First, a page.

Questions for Great Learning

The Chumash Bookmark

click above to open bookmark

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Supports and stimulates learning

The Chumash Bookmark contains a set of 18 questions, and a few tasks, for supporting and stimulating our pupils’ Chumash learning, both in class and at home, organised into three levels: Bronze, Silver and Gold.  It can be used (on card or laminated) as a (rather large) Chumash placeholder, so that a child will always have it available and to hand.  It is worthwhile providing a separate copy to keep at home, to assist parents in supporting their children with Chumash homework, or for some additional self-directed discussion around the pesukim currently being studied.  A teacher can display the Bookmark on an interactive whiteboard for easy reference when teaching a class.

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Provides focus and structure to learning

The idea is that only one or two questions be incorporated into any one lesson or home study session, to give focus and structure to the learning or review.  Moreover, not all questions will be relevant to every posuk; for example, ‘Bronze 2’ asks, “Who is speaking (if anyone), and to whom?”  This will only be relevant where a posuk contains a spoken exchange.

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Supports both adult- and child-directed learning

It will be for the adult (teacher, parent, other) leading the learning to decide how to use the resource; for example, a teacher may on occasion ask a question directly to the class, a group, or to an individual.  At other times, children may be directed, perhaps in pairs or small groups, to select questions for themselves which they feel are particularly suited to supporting them in building their knowledge, skills or understanding in relation to the pesukim they are studying.

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Gets children thinking about their learning; highlights the text’s different layers and facets; makes for strong and enduring learning

Using a resource like this can be a powerful way to get children thinking about the different layers of learning we want them to access and achieve;  even just discussing the various questions and tasks in the abstract will highlight for them the numerous facets that give a posuk or passage of Chumash its complexity, depth and beauty.  We will feel successful when the children become sensitive to that complexity such that they will themselves not be happy with learning that does not scratch far beneath the surface.  Meta-thinking and meta-learning describe the processes of ‘thinking about how we think’ and ‘learning about how we learn,’ and it is this level of engagement with our own learning, even – or especially – as children, that makes for learning that is both strong and enduring.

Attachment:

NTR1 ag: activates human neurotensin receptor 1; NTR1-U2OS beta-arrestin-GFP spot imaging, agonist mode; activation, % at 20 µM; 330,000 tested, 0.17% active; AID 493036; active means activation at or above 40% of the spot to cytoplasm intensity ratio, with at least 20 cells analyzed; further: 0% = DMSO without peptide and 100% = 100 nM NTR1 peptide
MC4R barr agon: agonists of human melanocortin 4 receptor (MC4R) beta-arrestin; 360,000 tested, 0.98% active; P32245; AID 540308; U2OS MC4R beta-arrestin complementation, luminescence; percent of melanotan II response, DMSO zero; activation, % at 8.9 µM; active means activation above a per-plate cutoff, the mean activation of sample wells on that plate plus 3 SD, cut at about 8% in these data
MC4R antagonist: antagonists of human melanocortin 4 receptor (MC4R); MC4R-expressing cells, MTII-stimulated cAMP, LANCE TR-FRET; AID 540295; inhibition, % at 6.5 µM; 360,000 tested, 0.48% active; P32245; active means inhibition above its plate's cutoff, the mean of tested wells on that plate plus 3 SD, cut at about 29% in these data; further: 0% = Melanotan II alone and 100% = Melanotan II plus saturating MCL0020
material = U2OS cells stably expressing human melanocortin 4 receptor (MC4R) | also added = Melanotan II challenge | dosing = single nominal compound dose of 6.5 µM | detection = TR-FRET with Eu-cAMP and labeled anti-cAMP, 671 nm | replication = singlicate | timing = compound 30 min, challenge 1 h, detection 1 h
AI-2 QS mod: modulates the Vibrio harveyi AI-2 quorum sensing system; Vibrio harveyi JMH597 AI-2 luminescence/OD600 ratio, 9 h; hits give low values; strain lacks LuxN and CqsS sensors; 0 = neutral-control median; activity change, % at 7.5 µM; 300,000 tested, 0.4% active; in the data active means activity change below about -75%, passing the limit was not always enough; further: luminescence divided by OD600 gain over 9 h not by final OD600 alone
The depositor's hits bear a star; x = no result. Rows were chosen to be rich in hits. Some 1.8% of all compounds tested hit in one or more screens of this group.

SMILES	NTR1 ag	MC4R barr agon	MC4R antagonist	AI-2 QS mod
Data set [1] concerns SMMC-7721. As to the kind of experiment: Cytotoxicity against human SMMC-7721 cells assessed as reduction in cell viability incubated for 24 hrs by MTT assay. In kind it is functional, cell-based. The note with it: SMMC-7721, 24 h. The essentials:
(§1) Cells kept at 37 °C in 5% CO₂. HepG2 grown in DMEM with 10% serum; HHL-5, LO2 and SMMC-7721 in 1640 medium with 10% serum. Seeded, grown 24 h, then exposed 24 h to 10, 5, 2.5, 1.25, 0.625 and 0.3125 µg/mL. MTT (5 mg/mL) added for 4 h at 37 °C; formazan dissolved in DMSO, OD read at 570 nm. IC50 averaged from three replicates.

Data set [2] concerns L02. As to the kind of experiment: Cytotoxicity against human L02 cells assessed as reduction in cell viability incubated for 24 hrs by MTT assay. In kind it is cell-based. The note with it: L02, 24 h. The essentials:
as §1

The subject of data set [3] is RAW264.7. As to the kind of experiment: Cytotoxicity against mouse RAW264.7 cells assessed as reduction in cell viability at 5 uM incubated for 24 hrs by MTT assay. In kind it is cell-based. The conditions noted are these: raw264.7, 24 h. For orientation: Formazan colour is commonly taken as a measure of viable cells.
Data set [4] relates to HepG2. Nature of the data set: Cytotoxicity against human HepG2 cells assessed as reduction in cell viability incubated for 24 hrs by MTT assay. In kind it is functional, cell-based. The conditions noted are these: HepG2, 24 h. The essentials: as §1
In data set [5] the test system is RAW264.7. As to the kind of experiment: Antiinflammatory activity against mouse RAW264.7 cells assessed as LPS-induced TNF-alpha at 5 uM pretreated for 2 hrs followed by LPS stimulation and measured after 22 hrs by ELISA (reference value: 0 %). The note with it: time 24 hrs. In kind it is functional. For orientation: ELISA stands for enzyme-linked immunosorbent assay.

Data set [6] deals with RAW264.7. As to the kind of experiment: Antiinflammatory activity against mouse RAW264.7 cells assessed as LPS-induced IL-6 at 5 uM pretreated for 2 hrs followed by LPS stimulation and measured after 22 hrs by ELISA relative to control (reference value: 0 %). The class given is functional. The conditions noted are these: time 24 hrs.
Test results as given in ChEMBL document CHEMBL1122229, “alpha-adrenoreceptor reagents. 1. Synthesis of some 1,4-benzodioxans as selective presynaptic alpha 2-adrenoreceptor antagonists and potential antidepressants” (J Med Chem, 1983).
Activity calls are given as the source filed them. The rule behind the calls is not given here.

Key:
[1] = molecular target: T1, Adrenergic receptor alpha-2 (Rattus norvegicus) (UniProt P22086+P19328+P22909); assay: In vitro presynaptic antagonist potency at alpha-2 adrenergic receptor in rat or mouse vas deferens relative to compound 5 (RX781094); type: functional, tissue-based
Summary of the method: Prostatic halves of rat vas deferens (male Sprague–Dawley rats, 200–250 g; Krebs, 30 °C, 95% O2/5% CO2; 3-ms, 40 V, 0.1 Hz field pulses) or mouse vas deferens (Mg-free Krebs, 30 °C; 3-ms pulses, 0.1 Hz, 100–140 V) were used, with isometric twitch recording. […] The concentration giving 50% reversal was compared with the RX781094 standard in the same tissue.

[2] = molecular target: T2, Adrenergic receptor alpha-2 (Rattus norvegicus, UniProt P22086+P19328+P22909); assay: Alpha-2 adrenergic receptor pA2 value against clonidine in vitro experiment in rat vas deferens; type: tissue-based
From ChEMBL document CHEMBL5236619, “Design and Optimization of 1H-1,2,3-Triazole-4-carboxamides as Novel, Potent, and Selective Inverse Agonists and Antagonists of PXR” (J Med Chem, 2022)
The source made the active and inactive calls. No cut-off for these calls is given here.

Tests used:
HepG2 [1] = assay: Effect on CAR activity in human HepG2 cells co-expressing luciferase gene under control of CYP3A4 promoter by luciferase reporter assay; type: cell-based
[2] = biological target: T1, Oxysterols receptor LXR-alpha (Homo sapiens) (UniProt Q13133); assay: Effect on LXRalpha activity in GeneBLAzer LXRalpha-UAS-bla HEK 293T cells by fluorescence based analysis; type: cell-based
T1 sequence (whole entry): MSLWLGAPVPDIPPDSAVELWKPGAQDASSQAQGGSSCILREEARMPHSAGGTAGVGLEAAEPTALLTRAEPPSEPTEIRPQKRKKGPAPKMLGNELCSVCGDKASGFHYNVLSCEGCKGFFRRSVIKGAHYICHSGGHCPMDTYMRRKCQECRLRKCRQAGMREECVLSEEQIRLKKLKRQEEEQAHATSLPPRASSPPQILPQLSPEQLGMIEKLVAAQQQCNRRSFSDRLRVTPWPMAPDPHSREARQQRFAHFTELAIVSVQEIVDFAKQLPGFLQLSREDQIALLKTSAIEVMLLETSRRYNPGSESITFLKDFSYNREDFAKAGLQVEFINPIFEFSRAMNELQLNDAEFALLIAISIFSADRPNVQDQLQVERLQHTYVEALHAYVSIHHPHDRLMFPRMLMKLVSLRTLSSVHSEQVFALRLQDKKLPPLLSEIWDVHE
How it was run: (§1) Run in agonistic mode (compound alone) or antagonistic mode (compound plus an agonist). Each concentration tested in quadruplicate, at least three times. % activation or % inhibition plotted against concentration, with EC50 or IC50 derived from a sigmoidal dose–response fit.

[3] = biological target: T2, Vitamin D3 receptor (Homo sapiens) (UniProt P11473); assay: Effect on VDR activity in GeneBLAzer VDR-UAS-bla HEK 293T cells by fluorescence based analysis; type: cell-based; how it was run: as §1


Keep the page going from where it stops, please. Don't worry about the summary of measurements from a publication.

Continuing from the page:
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Facilitates peer-learning and peer-assessment; supports independent, self-directed individual and collaborative learning

This tool can be used to facilitate peer-learning and peer-assessment.  As they become familiar with how the questions and tasks can be employed effectively, children will gradually be able to use the Bookmark to independently direct and evaluate their own learning and that of their peers.

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Helps with learning-focused planning

When planning to teach a class or work with one’s own child, a teacher or parent may find the Bookmark helpful in supporting the creation of a really learning-focused lesson or one-to-one session.

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Supports effective differentiation

Teachers should also find the variety of questions and tasks useful in building differentiation into their lessons.  Simply planning in advance to direct less or more challenging questions at children of different levels of ability is an effective way to enable all pupils to access the learning.

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Basis for training, discussion

Anyone leading training sessions in the teaching of Chumash, either with immediate colleagues or in a broader professional context, may find the Bookmark can be a basis for productive  discussion.

!הצלחה רבה